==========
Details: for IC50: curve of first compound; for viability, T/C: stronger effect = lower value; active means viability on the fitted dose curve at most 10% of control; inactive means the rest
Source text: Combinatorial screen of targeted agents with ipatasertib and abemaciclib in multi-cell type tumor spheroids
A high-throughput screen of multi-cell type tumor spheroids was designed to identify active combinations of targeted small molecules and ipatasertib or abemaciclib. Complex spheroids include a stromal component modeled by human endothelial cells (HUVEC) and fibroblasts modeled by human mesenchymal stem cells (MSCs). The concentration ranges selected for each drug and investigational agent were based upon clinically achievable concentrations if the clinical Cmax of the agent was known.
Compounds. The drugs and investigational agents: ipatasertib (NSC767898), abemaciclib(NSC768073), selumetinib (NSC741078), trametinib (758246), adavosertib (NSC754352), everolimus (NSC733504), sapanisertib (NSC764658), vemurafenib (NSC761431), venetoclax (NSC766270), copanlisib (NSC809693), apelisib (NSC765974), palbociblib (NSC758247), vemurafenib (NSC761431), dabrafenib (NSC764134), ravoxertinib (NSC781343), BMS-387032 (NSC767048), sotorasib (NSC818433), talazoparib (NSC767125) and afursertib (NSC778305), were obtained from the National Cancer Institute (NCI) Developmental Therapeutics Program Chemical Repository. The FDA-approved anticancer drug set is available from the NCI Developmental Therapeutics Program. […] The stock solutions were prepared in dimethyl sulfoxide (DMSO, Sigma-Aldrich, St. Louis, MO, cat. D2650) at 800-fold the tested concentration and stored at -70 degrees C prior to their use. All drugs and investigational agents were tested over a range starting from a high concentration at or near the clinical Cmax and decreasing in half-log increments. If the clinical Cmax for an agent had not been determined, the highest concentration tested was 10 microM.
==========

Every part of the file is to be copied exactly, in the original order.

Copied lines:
Details: for IC50: curve of first compound; for viability, T/C: stronger effect = lower value; active means viability on the fitted dose curve at most 10% of control; inactive means the rest
Source text: Combinatorial screen of targeted agents with ipatasertib and abemaciclib in multi-cell type tumor spheroids
A high-throughput screen of multi-cell type tumor spheroids was designed to identify active combinations of targeted small molecules and ipatasertib or abemaciclib. Complex spheroids include a stromal component modeled by human endothelial cells (HUVEC) and fibroblasts modeled by human mesenchymal stem cells (MSCs). The concentration ranges selected for each drug and investigational agent were based upon clinically achievable concentrations if the clinical Cmax of the agent was known.
Compounds. The drugs and investigational agents: ipatasertib (NSC767898), abemaciclib(NSC768073), selumetinib (NSC741078), trametinib (758246), adavosertib (NSC754352), everolimus (NSC733504), sapanisertib (NSC764658), vemurafenib (NSC761431), venetoclax (NSC766270), copanlisib (NSC809693), apelisib (NSC765974), palbociblib (NSC758247), vemurafenib (NSC761431), dabrafenib (NSC764134), ravoxertinib (NSC781343), BMS-387032 (NSC767048), sotorasib (NSC818433), talazoparib (NSC767125) and afursertib (NSC778305), were obtained from the National Cancer Institute (NCI) Developmental Therapeutics Program Chemical Repository. The FDA-approved anticancer drug set is available from the NCI Developmental Therapeutics Program. […] The stock solutions were prepared in dimethyl sulfoxide (DMSO, Sigma-Aldrich, St. Louis, MO, cat. D2650) at 800-fold the tested concentration and stored at -70 degrees C prior to their use. All drugs and investigational agents were tested over a range starting from a high concentration at or near the clinical Cmax and decreasing in half-log increments. If the clinical Cmax for an agent had not been determined, the highest concentration tested was 10 microM.